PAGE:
Space technology start-up Skyroot Aerospace has recently created a flutter by raising $51 million, or `403 crore, in Series-B financing led by Singapore’s long-term investment fund GIC. This is the largest funding for a start-up in the segment. It will help the small launch vehicle or rocket man ufacturer boost its capabilities and tap into the $469-billion global space economy. Founded in 2018 by former ISRO engineers Pawan Kumar Chandana and Naga Bharath Daka, Skyroot plans to cater to the burgeoning demand from the international small-satellite market. “This round puts us on a trajectory of hyper growth by funding all of our initial developmental launches and enables building infrastructure to meet the high launch cadence required by our satellite customers,” says Chandana, also the CEO of the Hyderabad-headquartered firm.
How critical is the Skyroot fundraise for the Indian space-tech sector? Pawan Goenka, Chairperson of IN-SPACe—a single window nodal agency for promot ing and regulating space-tech players— explains, “Skyroot’s funding is very significant because it paves the way for similar big-ticket investments.” Although they trail countries like the US, the UK, China and Germany, Indian space-tech start-ups are seeing things improve, as the average funding size has increased to $17 million in 2022 from $0.5 million in 2019, according to data from Tracxn Technologies. “The funding in space-tech is driven by fac tors such as favourable government policies like privatisation and opening up of FDI in the sector, lower manufacturing and development costs, and increasing demand for satellite-based data,” says Neha Singh, Co-founder of Tracxn.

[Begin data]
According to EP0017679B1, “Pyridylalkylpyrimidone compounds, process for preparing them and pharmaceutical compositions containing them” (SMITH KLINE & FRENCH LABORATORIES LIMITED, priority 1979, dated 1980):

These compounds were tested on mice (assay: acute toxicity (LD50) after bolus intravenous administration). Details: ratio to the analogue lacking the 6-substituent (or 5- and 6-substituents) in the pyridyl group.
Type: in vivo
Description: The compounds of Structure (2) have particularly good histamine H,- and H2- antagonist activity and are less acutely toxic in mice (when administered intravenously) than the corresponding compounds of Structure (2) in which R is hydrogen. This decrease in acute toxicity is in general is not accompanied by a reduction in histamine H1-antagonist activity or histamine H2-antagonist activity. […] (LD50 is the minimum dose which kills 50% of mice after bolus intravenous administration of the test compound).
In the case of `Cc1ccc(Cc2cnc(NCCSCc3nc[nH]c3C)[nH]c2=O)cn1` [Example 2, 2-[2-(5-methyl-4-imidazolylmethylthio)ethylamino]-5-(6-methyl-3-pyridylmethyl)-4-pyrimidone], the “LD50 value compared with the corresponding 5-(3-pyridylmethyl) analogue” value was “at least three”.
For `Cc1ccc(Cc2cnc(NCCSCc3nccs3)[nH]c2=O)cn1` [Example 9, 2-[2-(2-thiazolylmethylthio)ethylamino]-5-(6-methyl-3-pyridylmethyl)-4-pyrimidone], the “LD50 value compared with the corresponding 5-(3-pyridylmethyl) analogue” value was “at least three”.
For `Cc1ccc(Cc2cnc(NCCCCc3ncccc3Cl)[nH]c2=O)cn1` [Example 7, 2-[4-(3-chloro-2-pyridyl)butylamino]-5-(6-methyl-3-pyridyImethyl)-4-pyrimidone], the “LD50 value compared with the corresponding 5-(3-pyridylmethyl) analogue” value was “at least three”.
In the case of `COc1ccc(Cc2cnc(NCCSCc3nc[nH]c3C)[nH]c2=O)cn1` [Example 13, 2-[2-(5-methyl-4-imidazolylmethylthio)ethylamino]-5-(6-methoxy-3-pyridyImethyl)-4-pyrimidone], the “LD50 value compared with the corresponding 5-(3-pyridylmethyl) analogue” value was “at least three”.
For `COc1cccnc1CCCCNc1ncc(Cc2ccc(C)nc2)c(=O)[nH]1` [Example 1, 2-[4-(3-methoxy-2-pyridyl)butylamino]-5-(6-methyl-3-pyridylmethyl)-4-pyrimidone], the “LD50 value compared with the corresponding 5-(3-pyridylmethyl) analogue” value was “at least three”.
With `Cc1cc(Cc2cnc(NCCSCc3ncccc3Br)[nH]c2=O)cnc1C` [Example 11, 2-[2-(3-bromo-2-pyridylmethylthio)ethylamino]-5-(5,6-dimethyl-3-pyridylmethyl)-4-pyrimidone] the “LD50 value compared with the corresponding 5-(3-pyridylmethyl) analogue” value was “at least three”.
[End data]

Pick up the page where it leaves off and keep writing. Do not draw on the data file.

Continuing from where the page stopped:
According to Awais Ahmed, Co-founder and CEO of Pixxel, a Bengaluru-based hyper-spectral (information processing in electromagnetic spectrum) small satellite maker, the commercialisation of the Indian space sector has opened up a world of possibilities for new-age entrepreneurs. In March, Pixxel raised $25 million in a Series-A round. In the past three years, the sector has garnered $170 million in funding. So far, most of the funding has been received for small payload launch vehicles, satellite-based services and propulsion systems. “Private players are quickly identifying the opportunities in space-tech to develop solutions,” says Tracxn’s Singh.
So, when will the segment see the emergence of a unicorn? IN-SPACe’s Goenka feels that space-tech start-ups need to be ever-mindful of delivering a return on investment to attract capital. “A unicorn would mean the companies have shown that kind of value creation. A major achievement from one of the six leading players will result in higher valuations. I would be delighted if a year from now, we see a unicorn emerging in the sector,” he observes. The countdown for that seems to have begun.
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